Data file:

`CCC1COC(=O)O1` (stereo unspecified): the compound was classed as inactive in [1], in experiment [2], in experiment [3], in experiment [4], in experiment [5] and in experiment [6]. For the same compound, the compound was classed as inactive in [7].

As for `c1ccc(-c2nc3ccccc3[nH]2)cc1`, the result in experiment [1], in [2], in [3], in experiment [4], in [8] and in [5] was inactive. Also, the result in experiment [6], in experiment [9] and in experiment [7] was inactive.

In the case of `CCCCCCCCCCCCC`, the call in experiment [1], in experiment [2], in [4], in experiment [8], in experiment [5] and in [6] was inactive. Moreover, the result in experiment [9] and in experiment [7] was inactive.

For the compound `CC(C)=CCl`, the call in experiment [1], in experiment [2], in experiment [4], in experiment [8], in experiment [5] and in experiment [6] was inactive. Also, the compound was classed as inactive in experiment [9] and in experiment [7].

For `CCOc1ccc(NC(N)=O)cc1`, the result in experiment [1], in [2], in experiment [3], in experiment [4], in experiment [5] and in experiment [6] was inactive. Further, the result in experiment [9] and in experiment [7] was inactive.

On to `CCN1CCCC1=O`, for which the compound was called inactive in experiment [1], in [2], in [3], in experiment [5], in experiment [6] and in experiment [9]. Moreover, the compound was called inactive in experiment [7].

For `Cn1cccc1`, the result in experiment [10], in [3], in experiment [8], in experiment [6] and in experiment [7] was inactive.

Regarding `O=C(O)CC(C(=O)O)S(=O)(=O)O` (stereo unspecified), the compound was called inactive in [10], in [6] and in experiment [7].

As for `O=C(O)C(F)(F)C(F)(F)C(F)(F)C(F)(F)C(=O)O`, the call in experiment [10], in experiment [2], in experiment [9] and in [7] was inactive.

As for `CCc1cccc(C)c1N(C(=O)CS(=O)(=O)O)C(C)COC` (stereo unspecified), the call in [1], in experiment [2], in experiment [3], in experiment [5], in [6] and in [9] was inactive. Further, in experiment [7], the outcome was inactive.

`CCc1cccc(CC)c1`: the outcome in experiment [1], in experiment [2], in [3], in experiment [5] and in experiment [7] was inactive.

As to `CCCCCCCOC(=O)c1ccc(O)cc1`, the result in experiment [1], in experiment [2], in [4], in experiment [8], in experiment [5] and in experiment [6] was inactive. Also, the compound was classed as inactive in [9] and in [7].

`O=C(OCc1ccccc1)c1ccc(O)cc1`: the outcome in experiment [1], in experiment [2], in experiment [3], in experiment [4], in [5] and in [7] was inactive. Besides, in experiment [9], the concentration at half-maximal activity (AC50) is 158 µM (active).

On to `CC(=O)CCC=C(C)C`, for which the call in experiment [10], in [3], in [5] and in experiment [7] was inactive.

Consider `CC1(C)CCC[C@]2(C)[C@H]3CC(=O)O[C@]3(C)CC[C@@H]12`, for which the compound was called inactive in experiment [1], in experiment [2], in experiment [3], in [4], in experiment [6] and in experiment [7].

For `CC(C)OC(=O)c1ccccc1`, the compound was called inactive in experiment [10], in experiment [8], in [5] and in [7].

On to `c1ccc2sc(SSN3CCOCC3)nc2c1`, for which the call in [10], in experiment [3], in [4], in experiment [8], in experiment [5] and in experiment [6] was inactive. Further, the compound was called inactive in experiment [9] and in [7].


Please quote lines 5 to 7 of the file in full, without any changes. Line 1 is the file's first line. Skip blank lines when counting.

For `CCOc1ccc(NC(N)=O)cc1`, the result in experiment [1], in [2], in experiment [3], in experiment [4], in experiment [5] and in experiment [6] was inactive. Further, the result in experiment [9] and in experiment [7] was inactive.

On to `CCN1CCCC1=O`, for which the compound was called inactive in experiment [1], in [2], in [3], in experiment [5], in experiment [6] and in experiment [9]. Moreover, the compound was called inactive in experiment [7].

For `Cn1cccc1`, the result in experiment [10], in [3], in experiment [8], in experiment [6] and in experiment [7] was inactive.